It’s a tough process finding and judging women across a large geographic space and this year’s selection includes 13 countries. The range of industries is also very diverse as are the cultures and economies that must be taken into account. A company in Vietnam with $100 million in annual sales for example might be a standout on the local stock exchange but would register barely a blip in a more developed market. Countries such as Indonesia tend to throw up family-run conglomerates rather than listed companies, where information is easier to come by. And then there is culture: In Greater China women seem to advance more smoothly than in many other countries in the region, where tradition can remain a barrier.

A survey by Grant Thornton International Business Report notes a sharp rise in senior management positions held by women in mainland China to 51% (as of February 2013) from 25% a year earlier. Compare that with 7% in Japan, rock bottom of the heap of 44 economies studied; 22% in Australia; and 34% in Asean overall. The global average is 24%.

From a daring bright spark creating an online social media venture in Myanmar to a longtime executive just named the first woman to run an Indian oil major, these women are a small selection of those driving change.

Research: Shu-Ching Jean Chen, Susan Cunningham, FORBES INDONESIA, Don Frazier, Ron Gluckman, Jane Ho, Joyce Huang, Seline Jung, Naazneen Karmali, Sunshine Lichauco de Leon, Noelle Lim, Lan Anh Nguyen, Anuradha Raghunathan, Lucinda Schmidt, Jennifer Schultz Wells, James Simms, Blessing Waung.

Source Forbes Asia

 

Published in Features

Hong Kong — A shop selling the virtual Bitcoin currency opened in Hong Kong last Friday, as fresh concerns grew in Asia over the currency's viability and security.

Touting itself as the world's "first" physical Bitcoin retail store, Hong Kong-based exchange ANXBTC said it could help raise the popularity of the crypto-currency.

It came on the day that Japanese Bitcoin exchange MtGox was forced to file for bankruptcy protection, saying it had lost nearly half a billion dollars' worth of the digital currency in a possible theft.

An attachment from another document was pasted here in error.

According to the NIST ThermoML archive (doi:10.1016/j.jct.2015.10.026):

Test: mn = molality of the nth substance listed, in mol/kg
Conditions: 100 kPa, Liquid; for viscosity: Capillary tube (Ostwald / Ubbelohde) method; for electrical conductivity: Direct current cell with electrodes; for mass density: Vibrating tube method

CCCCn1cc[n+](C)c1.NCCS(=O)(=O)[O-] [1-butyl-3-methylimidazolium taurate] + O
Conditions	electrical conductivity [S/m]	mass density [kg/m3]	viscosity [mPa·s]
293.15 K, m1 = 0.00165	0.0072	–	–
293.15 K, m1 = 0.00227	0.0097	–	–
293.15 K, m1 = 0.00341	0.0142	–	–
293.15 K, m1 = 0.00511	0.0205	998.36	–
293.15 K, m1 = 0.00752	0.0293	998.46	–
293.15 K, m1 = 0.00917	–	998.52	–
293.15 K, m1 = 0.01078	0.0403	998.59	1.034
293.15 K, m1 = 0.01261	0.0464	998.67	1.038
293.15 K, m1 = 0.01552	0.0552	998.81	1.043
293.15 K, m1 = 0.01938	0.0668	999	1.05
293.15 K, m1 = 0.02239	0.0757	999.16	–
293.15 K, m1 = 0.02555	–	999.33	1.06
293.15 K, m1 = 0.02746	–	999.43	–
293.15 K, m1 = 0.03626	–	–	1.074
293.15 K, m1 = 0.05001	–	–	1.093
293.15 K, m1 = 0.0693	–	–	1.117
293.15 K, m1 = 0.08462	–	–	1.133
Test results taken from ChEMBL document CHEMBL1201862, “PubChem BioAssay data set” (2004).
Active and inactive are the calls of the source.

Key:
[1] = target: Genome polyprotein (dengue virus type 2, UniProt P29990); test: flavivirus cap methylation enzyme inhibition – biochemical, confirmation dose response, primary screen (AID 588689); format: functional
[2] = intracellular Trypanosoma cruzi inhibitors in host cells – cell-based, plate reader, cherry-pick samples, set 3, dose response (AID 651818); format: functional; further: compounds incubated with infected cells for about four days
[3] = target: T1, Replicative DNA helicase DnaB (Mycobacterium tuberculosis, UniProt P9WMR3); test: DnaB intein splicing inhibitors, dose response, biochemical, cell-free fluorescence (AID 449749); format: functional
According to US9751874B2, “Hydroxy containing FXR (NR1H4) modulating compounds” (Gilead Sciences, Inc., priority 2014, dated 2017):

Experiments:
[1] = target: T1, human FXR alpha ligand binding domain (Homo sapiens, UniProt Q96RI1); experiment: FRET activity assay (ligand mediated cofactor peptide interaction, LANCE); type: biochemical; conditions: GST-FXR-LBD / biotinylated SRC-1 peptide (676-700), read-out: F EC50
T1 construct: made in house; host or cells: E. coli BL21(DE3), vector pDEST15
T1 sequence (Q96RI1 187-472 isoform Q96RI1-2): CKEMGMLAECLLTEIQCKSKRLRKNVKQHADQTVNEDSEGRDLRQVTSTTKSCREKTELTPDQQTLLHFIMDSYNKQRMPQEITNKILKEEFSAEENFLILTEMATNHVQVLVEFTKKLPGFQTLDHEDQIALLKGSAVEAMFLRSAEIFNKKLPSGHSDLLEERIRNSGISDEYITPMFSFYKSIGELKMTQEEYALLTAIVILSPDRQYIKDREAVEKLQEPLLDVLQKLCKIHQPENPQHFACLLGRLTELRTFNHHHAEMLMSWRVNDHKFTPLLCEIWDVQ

ANXBTC Chief Executive officer Ken Lo said the MtGox saga was only "a drop in the bucket" and the Bitcoin market remained bullish.

"There is no shortage of demand," Lo told AFP at the opening ceremony of the shop located in the residential district of Sai Ying Pun, where people later queued to open an account or make purchases.
"What we want to do is enable people to have an easier way to purchase Bitcoins," Lo said.

"I'm quite bullish in the long run," Daniel Chan, a 27-year-old blogger who purchased one Bitcoin, which amounts to around HK$5,000 (US$644) from the store, said.
The Bitcoin market would improve as it matures, Chan said.

"I feel virtual currency is a trend. I will save up to buy when the price drops," Charlie Wu, a 22-year-old from Shenzhen in mainland China who travelled to Hong Kong for the opening ceremony, told AFP.
Analysts have warned that the lack of government support and security risks may fuel further uncertainties for the digital currency.

Late last year, the People's Bank of China (PBoC), the nation's central bank, ordered financial institutions not to provide Bitcoin-related services and products while cautioning against its potential use in money-laundering.
Vietnam has also banned its banks from handling Bitcoins, saying the virtual currency is not legal tender in the communist nation.

Japan's finance minister said earlier Friday he had always thought Bitcoin was suspect and that the country might take action following the MtGox debacle.

Story: AFP

Photo: Philippe Lopez, AFP